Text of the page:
After his 7-meter rowboat lost its battery in mid-May while trying to circle the globe, Aaron Carotta was at the mercy of the ocean currents that pulled him across the Pacific for more than a month.
When a giant wave knocked his ship upside down, it blew up a leaking life raft and immediately activated a distress satellite beacon. He didn’t have much time to wait for help: the water was at his ankles, he was shivering from hypothermia, and a shark circled nearby.
But a few hours later, a US Coast Guard plane came into view – the first plane Mr Carotta, 45, had seen in more than 80 days – and launched a rescue effort.
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“It was a sight to behold,” Mr. Carotta said Tuesday, a day after a merchant ship that plucked him from the water dropped him off in Hawaii. He had left Panama in February on a mission to circumnavigate the world.
Newer satellite technologies, especially Starlink internet systems operated by the rocket company SpaceX, have drastically increased the chances of finding people lost at sea. In March, for example, a Starlink connection helped rescuers find the crew of a sailboat that had capsized after colliding with a whale in the Pacific Ocean.
But older satellite rescue technologies can still be very effective, as in the case of Mr. Carotta. In 2021 alone, that was almost 2,500 people rescued as a result of maritime reports via the international satellite network Cospas-Sarsat. The network is used by search and rescue authorities around the world and the notifications are automatic and instantaneous.
“That’s the beauty of the system,” said Douglas Samp, who oversees the Pacific Coast Guard’s search and rescue operations.
Mr. Carotta recuperates in a medical facility after being rescued.Credit…Aaron Carotta
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Mr. Carotta’s life as an adventurer began around 2008, when he was diagnosed with testicular cancer and quit his job as a real estate appraiser “hoping to find a more purposeful path”, as he later wrote. He beat cancer and spent six years traveling to dozens of countries, doing charity work and supporting himself as a freelance television producer and presenter.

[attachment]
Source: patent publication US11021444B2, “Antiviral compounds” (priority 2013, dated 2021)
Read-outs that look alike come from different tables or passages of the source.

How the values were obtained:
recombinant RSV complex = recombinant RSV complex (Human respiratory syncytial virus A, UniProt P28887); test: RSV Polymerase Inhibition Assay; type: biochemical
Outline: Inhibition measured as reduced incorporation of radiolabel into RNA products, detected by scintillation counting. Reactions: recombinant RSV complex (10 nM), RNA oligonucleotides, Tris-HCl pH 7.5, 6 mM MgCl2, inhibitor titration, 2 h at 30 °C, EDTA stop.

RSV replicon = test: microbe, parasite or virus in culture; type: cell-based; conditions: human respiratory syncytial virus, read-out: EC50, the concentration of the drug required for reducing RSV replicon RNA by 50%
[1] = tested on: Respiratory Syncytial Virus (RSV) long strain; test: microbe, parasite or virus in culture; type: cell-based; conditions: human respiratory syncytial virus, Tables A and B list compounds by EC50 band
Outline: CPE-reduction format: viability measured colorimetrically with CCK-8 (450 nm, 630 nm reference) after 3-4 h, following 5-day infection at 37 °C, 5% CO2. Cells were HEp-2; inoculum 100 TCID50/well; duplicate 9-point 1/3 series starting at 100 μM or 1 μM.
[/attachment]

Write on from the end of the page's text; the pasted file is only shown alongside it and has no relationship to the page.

After a series of personal and professional setbacks, Mr. Carotta, who hails from Louisiana, decided to embark on ambitious waterborne expeditions. A wash a 5,000 mile solo canoe trip from Montana to Florida. Another was his planned trip around the world, which he called a spiritual journey that would last three to five years and help realign his life to “seeing level.”
But a few weeks after entering the open ocean, the solar panels that power his onboard battery stopped working. He fixed the problem — enough to upload a final video from his phone to Facebook over a Starlink connection in mid-May — but the battery eventually died. That left him with just an iPhone, a GPS tracker and an emergency satellite beacon.
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He decided not to set off the beacon because he knew it would trigger an international rescue effort and strain Coast Guard resources. So when his other devices lost power, he navigated with just a compass.
The device indicated that he was on his way to drift into French Polynesia a few weeks later, so he continued to drift in silence. He stuck to a daily routine that he described as “eat, pray, fish.”
“I kept rowing,” Mr. Carotta said. “Like, ‘no problem. I’m in a rowboat. I have this.'”
But as the days passed, concern about Mr. Carotta’s silence grew among people following his journey on social media, his girlfriend, Alison Dawn, said. They were concerned in part because Mr Carotta had expressed concern in his Facebook post in May that a “rogue wave” could capsize his rowing boat, Smiles.
At the end of May, another friend, Rachel Palmer, who lives in New Zealand, decided to notify search and rescue authorities.
“As a friend, what are you doing?” she said in an interview on Wednesday. “You have to do something.”
After an initial international search for him was suspended, another began weeks later, when Mr. Carotta activated his emergency satellite beacon on June 15.
A Coast Guard plane, which had been in the area on another rescue mission, flew four hours to Mr. Carotta’s location, about 1,500 miles northeast of Tahiti. the agency said. Around sunset, it dropped survival gear for him, but headed for Honolulu to refuel before conducting a rescue.
The ocean currents prevented Mr. Carotta, who was wearing only swimming trunks, from accessing the equipment, and he didn’t want to risk swimming because of the circling shark. So he spent the night bobbing in rough seas, waterspouts and battling the cold by curling up into a ball on the floor of the life raft.
“The hypothermia was the killer factor,” he said.
The next day, a merchant ship alerted to its position by the Coast Guard pulled up next to his raft. The crew hoisted him on board with a crane.
“While I can’t quote scriptures, preach a sermon in a parish or claim a perfect past,” said Mr Carotta wrote Tuesday on Facebook, from Honolulu: “I hope this story of a simple effort with human power shows a real effort for purposeful living, where others can try themselves in their own life, with their own ocean and boat.”